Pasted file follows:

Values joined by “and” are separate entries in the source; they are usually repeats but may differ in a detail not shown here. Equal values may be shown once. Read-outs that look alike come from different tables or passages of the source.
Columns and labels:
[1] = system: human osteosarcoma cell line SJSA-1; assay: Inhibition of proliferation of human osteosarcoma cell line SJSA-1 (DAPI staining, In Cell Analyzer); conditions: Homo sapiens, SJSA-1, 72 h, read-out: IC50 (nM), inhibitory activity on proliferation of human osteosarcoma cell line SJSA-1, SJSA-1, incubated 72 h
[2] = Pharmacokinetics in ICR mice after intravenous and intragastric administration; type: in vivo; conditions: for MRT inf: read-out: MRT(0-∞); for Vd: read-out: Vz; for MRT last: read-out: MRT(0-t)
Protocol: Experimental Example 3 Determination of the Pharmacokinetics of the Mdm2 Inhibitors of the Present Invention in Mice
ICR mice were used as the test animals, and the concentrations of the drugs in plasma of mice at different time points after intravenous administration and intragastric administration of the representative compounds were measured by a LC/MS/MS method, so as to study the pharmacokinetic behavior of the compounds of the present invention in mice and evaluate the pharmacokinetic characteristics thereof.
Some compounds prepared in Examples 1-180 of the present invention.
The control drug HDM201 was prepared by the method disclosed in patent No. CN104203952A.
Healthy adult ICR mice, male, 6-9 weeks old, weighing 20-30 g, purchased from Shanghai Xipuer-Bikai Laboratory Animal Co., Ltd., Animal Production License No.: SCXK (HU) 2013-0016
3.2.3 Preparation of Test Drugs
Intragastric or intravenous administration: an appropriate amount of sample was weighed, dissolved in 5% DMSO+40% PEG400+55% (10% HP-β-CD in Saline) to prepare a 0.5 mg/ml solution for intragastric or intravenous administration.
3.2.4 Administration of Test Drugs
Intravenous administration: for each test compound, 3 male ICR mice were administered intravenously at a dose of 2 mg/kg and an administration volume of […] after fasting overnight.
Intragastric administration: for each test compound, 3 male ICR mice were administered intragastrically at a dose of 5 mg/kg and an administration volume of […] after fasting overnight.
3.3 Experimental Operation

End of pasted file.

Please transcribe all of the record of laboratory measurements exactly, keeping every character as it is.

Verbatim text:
Values joined by “and” are separate entries in the source; they are usually repeats but may differ in a detail not shown here. Equal values may be shown once. Read-outs that look alike come from different tables or passages of the source.
Columns and labels:
[1] = system: human osteosarcoma cell line SJSA-1; assay: Inhibition of proliferation of human osteosarcoma cell line SJSA-1 (DAPI staining, In Cell Analyzer); conditions: Homo sapiens, SJSA-1, 72 h, read-out: IC50 (nM), inhibitory activity on proliferation of human osteosarcoma cell line SJSA-1, SJSA-1, incubated 72 h
[2] = Pharmacokinetics in ICR mice after intravenous and intragastric administration; type: in vivo; conditions: for MRT inf: read-out: MRT(0-∞); for Vd: read-out: Vz; for MRT last: read-out: MRT(0-t)
Protocol: Experimental Example 3 Determination of the Pharmacokinetics of the Mdm2 Inhibitors of the Present Invention in Mice
ICR mice were used as the test animals, and the concentrations of the drugs in plasma of mice at different time points after intravenous administration and intragastric administration of the representative compounds were measured by a LC/MS/MS method, so as to study the pharmacokinetic behavior of the compounds of the present invention in mice and evaluate the pharmacokinetic characteristics thereof.
Some compounds prepared in Examples 1-180 of the present invention.
The control drug HDM201 was prepared by the method disclosed in patent No. CN104203952A.
Healthy adult ICR mice, male, 6-9 weeks old, weighing 20-30 g, purchased from Shanghai Xipuer-Bikai Laboratory Animal Co., Ltd., Animal Production License No.: SCXK (HU) 2013-0016
3.2.3 Preparation of Test Drugs
Intragastric or intravenous administration: an appropriate amount of sample was weighed, dissolved in 5% DMSO+40% PEG400+55% (10% HP-β-CD in Saline) to prepare a 0.5 mg/ml solution for intragastric or intravenous administration.
3.2.4 Administration of Test Drugs
Intravenous administration: for each test compound, 3 male ICR mice were administered intravenously at a dose of 2 mg/kg and an administration volume of […] after fasting overnight.
Intragastric administration: for each test compound, 3 male ICR mice were administered intragastrically at a dose of 5 mg/kg and an administration volume of […] after fasting overnight.
3.3 Experimental Operation